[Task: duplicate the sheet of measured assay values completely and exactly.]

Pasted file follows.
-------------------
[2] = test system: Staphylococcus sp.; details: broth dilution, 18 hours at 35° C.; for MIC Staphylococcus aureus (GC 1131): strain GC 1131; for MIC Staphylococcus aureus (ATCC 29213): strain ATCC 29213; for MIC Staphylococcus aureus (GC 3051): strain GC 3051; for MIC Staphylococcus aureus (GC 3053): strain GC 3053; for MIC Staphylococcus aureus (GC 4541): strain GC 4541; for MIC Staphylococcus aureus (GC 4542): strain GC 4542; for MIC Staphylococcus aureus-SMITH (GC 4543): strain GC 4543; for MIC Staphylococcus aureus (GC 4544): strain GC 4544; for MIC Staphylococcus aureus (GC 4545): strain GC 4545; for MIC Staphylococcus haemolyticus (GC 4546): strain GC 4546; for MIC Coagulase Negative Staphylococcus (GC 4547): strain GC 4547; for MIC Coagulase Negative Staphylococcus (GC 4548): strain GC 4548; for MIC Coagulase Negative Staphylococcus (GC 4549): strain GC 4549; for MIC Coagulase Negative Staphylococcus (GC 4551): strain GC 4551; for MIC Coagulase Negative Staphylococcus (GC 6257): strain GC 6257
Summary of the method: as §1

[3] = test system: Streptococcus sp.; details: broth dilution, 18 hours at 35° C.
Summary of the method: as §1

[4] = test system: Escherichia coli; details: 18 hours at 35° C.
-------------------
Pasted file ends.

[2] = test system: Staphylococcus sp.; details: broth dilution, 18 hours at 35° C.; for MIC Staphylococcus aureus (GC 1131): strain GC 1131; for MIC Staphylococcus aureus (ATCC 29213): strain ATCC 29213; for MIC Staphylococcus aureus (GC 3051): strain GC 3051; for MIC Staphylococcus aureus (GC 3053): strain GC 3053; for MIC Staphylococcus aureus (GC 4541): strain GC 4541; for MIC Staphylococcus aureus (GC 4542): strain GC 4542; for MIC Staphylococcus aureus-SMITH (GC 4543): strain GC 4543; for MIC Staphylococcus aureus (GC 4544): strain GC 4544; for MIC Staphylococcus aureus (GC 4545): strain GC 4545; for MIC Staphylococcus haemolyticus (GC 4546): strain GC 4546; for MIC Coagulase Negative Staphylococcus (GC 4547): strain GC 4547; for MIC Coagulase Negative Staphylococcus (GC 4548): strain GC 4548; for MIC Coagulase Negative Staphylococcus (GC 4549): strain GC 4549; for MIC Coagulase Negative Staphylococcus (GC 4551): strain GC 4551; for MIC Coagulase Negative Staphylococcus (GC 6257): strain GC 6257
Summary of the method: as §1

[3] = test system: Streptococcus sp.; details: broth dilution, 18 hours at 35° C.
Summary of the method: as §1

[4] = test system: Escherichia coli; details: 18 hours at 35° C.